V is for Volatility. In a volatile session, stocks followed a “V” pattern trading off early in the session only to turn up and close in the green, led by hated-yesterday-loved-today technology. Markets started the day on negative footing as traders reflected on European Union turmoil and emerging market slowdowns and just when it looked like it was going to be another painful session Apple along with the plunge protection team (a group of Administration folks who mysteriously leak positive but not necessarily meaningful news about trade talks with China) pulled up on the hand break clearing a path for a rally into the close. In fact, not even negative China comments by economic advisor Wilbur Ross could dampen the rally. The rally resulted in the S&P500 closing just around its session highs. The Index rallied +1.06% yesterday after trading below 2700 earlier in the session. The S&P will get resistance above from its 2747 Fibonacci line and its 200 day moving average (see chart 4 in my attached daily chartbook). The VIX volatility index remains high closing with a 20 handle indicating more volatility ahead (as if we needed an index to tell us that). The Dow Jones closed near its session highs above its 200 day moving average. The Dow remains in the pivotal area between its 200 day moving average at 250094 and its 25479 Fibonacci line (see chart 6 in my attached daily chartbook). The small cap Russell 2000 index posted a +1.44% gain closing at its session high right on its 1525 Fibonacci resistance line (see chart 7 in my attached daily chartbook). Further gains and closes above this line will be critical for the index which continues to languish.
The small cap index is an overall market health indicator and is a go-to for value investors, so strength in the Russell will be a critical component of a sustained equity turn around. The tech heavy NASDAQ 100… need I say more? The index jetted up +1.78% in yesterday’s session led by Apple, which climbed +2.74% following a positive report from Morgan Stanley. Apple has found its way into several of my market notes this week and I suspect that its influence over the broader markets will continue to be present in the days and weeks ahead. In the bond world, higher yielding corporate debt spreads are widening. That means that yields relative to similar maturity treasuries are increasing. What that really means is that investors are requiring more premium for taking risk, which occurs when there is a belief that the potential for default or downgrades may be ahead. The high yield bond market is a good indicator of overall market sentiment for 2 primary reasons: 1) they are typically held by institutions who are allegedly more sophisticated and act more rationally than the day traders and odd-lotters that dominate the stock markets and 2) they are like a hybrid between bonds and equities as their strength is determined by corporate health. We should always keep an eye on the high yield bond market as an indicator for equities.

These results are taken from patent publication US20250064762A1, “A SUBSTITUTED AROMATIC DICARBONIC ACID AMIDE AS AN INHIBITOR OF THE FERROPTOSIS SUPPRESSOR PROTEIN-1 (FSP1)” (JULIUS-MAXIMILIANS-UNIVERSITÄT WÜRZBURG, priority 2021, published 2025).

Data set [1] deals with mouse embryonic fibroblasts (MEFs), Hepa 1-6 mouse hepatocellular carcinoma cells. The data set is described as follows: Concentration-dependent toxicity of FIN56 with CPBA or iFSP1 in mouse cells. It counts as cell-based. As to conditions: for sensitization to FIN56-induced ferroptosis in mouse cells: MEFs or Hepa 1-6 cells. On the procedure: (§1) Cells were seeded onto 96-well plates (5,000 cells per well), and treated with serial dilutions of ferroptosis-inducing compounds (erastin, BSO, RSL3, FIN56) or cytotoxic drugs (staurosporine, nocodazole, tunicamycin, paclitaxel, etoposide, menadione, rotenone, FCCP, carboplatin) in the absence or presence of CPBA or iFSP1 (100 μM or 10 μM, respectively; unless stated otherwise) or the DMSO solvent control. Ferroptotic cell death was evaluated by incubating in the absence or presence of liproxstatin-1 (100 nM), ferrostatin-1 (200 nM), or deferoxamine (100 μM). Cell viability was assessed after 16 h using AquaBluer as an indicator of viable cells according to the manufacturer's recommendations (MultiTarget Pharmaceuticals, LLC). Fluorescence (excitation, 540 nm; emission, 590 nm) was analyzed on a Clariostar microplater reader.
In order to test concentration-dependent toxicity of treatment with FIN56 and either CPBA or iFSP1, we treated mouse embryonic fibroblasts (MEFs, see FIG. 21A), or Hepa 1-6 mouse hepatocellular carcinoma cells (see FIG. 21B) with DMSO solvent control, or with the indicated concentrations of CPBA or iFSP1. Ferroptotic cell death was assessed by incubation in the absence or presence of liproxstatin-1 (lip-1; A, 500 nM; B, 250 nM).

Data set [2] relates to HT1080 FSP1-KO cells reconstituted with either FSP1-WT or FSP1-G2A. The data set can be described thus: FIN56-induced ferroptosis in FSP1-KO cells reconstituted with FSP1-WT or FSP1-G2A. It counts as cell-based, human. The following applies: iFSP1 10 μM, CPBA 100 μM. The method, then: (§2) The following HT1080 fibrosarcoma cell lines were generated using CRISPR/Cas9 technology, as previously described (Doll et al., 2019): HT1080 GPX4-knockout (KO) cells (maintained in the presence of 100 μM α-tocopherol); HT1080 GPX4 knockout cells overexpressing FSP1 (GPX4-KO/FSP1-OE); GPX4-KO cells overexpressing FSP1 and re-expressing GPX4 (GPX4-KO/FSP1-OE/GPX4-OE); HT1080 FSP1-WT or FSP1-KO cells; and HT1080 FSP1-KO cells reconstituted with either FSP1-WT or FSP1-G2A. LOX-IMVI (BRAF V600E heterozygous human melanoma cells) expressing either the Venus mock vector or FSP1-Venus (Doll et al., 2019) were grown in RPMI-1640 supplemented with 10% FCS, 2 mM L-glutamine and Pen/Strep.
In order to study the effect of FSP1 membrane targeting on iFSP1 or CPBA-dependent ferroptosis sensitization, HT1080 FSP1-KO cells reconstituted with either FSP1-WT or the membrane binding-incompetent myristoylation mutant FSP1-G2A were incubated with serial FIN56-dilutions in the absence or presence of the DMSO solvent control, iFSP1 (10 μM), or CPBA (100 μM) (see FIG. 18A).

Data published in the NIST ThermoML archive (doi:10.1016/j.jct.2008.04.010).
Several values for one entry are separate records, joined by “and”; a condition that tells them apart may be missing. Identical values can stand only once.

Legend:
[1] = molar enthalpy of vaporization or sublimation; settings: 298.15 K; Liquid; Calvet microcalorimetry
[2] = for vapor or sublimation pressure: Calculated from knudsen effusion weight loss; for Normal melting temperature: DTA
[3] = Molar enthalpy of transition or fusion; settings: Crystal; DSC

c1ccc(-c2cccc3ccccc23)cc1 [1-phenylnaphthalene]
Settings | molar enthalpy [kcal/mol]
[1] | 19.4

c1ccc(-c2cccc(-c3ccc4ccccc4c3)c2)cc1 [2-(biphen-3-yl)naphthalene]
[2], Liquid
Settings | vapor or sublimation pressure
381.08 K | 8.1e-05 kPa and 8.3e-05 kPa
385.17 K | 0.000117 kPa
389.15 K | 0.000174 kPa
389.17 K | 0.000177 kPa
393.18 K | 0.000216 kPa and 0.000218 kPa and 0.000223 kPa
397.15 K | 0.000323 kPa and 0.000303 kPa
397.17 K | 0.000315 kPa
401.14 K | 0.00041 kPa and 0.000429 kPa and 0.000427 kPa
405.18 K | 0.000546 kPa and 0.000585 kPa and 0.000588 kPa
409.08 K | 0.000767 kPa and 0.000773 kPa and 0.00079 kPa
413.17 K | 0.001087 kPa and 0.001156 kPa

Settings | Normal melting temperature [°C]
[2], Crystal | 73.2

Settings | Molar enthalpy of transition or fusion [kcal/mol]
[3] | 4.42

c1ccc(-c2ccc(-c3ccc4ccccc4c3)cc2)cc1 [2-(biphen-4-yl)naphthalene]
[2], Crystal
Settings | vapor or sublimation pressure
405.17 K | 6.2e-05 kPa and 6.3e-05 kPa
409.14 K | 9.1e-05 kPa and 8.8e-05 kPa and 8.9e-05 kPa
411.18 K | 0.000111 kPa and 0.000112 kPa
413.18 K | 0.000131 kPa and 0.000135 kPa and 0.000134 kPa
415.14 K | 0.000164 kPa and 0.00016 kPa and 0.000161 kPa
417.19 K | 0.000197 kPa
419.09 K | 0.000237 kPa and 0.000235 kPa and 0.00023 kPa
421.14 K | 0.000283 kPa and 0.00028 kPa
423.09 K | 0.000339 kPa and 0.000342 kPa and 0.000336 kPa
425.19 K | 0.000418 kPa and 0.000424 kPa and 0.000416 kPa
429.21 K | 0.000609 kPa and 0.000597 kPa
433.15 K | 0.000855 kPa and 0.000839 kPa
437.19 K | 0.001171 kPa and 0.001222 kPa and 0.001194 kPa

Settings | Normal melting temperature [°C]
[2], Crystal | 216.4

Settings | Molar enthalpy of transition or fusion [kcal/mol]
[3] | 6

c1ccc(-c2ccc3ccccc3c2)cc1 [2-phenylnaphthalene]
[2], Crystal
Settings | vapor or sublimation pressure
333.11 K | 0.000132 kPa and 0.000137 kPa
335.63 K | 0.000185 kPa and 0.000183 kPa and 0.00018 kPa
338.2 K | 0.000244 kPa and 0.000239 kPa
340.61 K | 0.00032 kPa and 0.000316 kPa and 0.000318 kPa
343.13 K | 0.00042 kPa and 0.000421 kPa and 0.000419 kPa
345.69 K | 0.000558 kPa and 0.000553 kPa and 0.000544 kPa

Widening spreads have been exacerbated by the slip in crude oil prices which impact the health of the many energy companies that use high yield credit to finance their operations. Bonds overall had a volatile day yesterday ultimately closing flat on session and ten year yields were slightly down closing at around 3.11%.
Today we have only 1 pre-market earnings release from Viacom who is expected to show earnings of $0.95 per share. While we are on the topic of earnings, semiconductor companies Nvidia and Applied Materials released their earnings after yesterday’s closing bell and Nvidia missed its projected earnings by 4.3% while Applied Materials beat by a slight 0.4%. Both of the companies traded off significantly after hours and how they are treated in today’s regular session will certainly have an impact on today’s markets.
Overnight, WHILE YOU SLEPT, UK Prime Minister Theresa May continued her wrangling with political opponents on Brexit negotiations and hit a few setbacks. The trouble in UK combined with the further contemplation of Wilbur Ross’ initially ignored warning on China softened equity futures markets overnight. This morning we will get Industrial Production which is expected to show a growth of +0.2% versus last months +0.3%. Next week will be abbreviated by the Thanksgiving holiday but will feature some housing numbers, sentiment numbers, Durable Goods orders, and several more important earnings releases. Those combined with the expected lower volume can only mean that continued volatility is in store for the markets. Have a great weekend and please call me if you have any questions.